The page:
For plan years beginning on or after January 1, 2022, a group health plan must offer price comparison guidance by telephone and make such a tool available on its website that permits an enrolled individual to compare prices under the plan’s coverage for different geographic regions for the plan year and to compare the amount of cost sharing the individual would incur with respect to obtaining services or items from different participating providers.

State All-Payer Database Reporting

Litigation has debated whether states can mandate group health plans subject to ERISA to report to state all-payer databases. ERISA plans have disputed such requirements in order to avoid being required to report to multiple states in multiple formats utilizing ERISA’s preemption. The Act responds to these competing interests by requiring the Secretary of Labor no later than December 27, 2021, to establish a standardized reporting format for voluntary reporting by a group health plan to a State All-Payer Claims Database of medical, pharmacy, and dental claims. Such reporting can also include eligibility and provider files. The Act authorizes such reporting in a standard format and creates an advisory committee to be formed to assist the Secretary.

Provider Directory Information Improvement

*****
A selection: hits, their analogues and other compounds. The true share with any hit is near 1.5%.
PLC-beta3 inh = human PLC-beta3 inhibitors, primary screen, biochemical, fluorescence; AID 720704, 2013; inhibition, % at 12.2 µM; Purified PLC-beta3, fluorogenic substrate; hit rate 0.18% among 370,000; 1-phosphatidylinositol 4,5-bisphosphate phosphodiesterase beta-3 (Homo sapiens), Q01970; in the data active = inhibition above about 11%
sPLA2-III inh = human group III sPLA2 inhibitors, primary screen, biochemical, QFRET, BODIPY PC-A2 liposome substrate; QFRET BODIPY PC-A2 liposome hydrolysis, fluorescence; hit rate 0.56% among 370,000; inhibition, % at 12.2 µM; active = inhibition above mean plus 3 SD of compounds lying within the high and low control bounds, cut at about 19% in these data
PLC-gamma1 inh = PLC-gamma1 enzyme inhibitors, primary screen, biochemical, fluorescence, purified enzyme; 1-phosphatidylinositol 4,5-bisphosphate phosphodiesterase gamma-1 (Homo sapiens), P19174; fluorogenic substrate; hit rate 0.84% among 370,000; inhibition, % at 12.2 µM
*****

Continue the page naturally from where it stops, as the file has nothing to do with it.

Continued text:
Effective for plan years beginning on or after January 1, 2022, group health plans will need to enhance website information and other communication with participants and beneficiaries regarding network providers. Communication should include an online directory, a verification process, and a mechanism to respond to participant inquiries.

The directory will need to go through a verification process, have an established database, disclose the date the directory was most recently published, direct the participant to contact the plan regarding the most information, and establish a protocol for an individual to contact the plan via telephone, internet, or a web-based method on whether a provider or facility is contracted to be an in-network provider. The plan must respond in either an electronic or print response no later than one business day after such contact is received, with the format determined by the requesting individual. The plan must maintain a database of the in-network providers on its website and update such database within two business days of receiving a notice of change from a health care provider or facility. Record retention requirements apply to the communications from the plan to the individual participants regarding the status of health care providers or facilities.

Health care providers and facilities are now required to put in place a business process to provide timely updates to provider directories at both the beginning and termination of a network relationship. If a health care provider or facility bills a patient greater than the in-network rate and the individual pays the bill, the health care provider is required to repay the individual the amount paid in excess of the in-network rate for the services or treatment with interest at the rate specified by the Secretary of HHS.

Brokers and Consultants to ERISA Group Health Plans Required to Disclose Direct and Indirect Compensation to Plan